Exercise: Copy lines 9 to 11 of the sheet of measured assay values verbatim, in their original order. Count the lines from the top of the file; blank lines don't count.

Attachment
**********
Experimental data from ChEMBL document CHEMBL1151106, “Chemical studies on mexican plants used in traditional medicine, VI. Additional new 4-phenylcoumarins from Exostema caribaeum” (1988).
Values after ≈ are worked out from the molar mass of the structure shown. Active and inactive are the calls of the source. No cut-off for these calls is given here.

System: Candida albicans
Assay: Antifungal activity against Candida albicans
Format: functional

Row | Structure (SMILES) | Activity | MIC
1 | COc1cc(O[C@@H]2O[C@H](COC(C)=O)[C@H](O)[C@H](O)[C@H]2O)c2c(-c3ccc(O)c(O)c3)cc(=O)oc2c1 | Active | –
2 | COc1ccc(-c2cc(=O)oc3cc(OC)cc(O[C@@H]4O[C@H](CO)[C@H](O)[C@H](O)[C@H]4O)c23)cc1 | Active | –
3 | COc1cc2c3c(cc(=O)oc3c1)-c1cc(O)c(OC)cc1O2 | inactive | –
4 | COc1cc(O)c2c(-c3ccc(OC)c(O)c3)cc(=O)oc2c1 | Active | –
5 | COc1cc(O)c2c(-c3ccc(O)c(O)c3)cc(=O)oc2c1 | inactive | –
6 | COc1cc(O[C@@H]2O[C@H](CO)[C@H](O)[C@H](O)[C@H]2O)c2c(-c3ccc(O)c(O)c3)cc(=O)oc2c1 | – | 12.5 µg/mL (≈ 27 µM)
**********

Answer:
3 | COc1cc2c3c(cc(=O)oc3c1)-c1cc(O)c(OC)cc1O2 | inactive | –
4 | COc1cc(O)c2c(-c3ccc(OC)c(O)c3)cc(=O)oc2c1 | Active | –
5 | COc1cc(O)c2c(-c3ccc(O)c(O)c3)cc(=O)oc2c1 | inactive | –